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The right to the city

Cities can be equal parts seductive and threatening. Seductive in their promises to the individual of being part of something bigger; of upward mobility; of available sanctums of human creativity and culture; of a menu for varied appetites and a space for everyone (especially sexual minorities). Threatening in their usually elevated criminality; their dispersal of community; their naked expressions of rat race and money power as the baselines for survival; their lack of space for everyone (especially those on lower incomes).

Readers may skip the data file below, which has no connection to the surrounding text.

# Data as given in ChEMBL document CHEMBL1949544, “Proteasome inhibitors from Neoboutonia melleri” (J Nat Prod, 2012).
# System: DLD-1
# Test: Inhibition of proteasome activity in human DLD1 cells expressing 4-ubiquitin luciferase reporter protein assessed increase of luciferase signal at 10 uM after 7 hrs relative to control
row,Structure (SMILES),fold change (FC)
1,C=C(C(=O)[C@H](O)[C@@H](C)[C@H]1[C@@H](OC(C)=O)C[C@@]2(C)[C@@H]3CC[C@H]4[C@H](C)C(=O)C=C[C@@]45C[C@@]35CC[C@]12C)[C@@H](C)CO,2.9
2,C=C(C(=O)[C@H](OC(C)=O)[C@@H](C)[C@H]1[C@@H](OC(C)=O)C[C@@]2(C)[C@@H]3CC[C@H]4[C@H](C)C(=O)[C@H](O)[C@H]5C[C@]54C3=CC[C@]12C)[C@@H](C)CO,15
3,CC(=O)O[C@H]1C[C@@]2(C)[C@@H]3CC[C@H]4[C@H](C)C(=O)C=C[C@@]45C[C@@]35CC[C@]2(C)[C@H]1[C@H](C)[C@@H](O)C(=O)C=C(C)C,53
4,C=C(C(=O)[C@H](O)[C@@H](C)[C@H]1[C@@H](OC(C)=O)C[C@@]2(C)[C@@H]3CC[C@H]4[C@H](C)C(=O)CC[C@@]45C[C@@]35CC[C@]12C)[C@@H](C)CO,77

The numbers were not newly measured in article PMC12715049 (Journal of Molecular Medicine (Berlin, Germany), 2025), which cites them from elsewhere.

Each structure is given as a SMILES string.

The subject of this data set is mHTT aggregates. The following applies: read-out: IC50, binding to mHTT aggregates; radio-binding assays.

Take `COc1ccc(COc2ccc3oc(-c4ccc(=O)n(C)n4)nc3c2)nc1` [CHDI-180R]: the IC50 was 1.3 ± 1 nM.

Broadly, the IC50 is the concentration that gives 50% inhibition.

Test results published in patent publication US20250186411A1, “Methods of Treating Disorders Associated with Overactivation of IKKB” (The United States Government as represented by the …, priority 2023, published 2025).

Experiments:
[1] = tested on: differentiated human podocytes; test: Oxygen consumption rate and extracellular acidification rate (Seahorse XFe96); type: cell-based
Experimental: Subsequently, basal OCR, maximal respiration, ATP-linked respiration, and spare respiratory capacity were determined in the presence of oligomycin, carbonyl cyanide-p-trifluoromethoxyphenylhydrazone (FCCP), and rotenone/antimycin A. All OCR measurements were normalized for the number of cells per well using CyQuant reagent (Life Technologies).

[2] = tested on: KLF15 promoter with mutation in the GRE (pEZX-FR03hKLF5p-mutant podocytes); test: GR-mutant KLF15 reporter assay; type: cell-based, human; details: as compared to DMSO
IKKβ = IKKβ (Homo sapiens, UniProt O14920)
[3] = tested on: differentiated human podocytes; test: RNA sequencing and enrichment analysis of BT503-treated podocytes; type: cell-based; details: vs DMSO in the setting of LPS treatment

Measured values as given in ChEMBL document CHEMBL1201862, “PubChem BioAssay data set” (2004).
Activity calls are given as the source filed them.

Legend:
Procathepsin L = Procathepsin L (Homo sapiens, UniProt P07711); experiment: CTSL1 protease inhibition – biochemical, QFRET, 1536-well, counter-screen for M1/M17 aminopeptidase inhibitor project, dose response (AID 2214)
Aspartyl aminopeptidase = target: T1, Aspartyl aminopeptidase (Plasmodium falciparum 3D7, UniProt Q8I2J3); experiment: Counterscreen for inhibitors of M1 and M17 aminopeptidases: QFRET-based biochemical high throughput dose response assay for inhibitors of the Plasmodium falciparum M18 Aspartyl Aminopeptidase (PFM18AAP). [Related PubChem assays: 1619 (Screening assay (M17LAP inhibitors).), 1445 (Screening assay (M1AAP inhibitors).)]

Over half of the world’s population already lives in urban areas. This edition of New Internationalist explores the old idea of ‘the right to the city’ and finds how lines continue to be drawn across city maps depending on where cash and power reside. It features a lively interview with the UN’s Special Rapporteur on the right to adequate housing who lays bare the commercial interests making city life unaffordable. It ranges from reportage from India on the fallout of seekers who fail to make it in the city to a fierce dialectic on the power grab behind mega sporting events in Rio to a personal journey along the graph of sexual identity against the cityscapes of Nigeria and South Africa.


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